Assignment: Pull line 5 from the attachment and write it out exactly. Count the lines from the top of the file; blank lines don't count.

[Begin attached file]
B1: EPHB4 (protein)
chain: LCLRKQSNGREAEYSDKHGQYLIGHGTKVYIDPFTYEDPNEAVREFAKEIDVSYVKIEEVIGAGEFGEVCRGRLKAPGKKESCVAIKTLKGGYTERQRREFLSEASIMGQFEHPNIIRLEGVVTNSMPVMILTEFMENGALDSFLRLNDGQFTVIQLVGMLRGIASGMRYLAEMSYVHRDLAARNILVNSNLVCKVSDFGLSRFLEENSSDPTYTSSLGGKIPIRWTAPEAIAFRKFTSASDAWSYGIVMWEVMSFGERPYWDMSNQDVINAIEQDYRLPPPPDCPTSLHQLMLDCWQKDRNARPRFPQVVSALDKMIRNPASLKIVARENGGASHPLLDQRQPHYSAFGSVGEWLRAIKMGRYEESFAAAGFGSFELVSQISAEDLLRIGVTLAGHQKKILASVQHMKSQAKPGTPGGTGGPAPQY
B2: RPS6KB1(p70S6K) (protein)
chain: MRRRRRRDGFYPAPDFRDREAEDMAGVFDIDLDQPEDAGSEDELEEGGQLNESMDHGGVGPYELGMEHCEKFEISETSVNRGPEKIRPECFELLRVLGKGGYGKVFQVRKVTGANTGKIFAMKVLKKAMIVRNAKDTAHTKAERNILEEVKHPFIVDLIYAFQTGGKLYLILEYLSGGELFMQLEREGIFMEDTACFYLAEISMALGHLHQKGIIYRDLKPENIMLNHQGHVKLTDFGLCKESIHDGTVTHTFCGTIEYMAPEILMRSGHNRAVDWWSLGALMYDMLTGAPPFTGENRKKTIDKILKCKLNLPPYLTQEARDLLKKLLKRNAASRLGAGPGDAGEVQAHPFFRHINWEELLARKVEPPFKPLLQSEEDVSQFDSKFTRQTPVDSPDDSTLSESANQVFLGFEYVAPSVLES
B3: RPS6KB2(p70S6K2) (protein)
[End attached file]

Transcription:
B3: RPS6KB2(p70S6K2) (protein)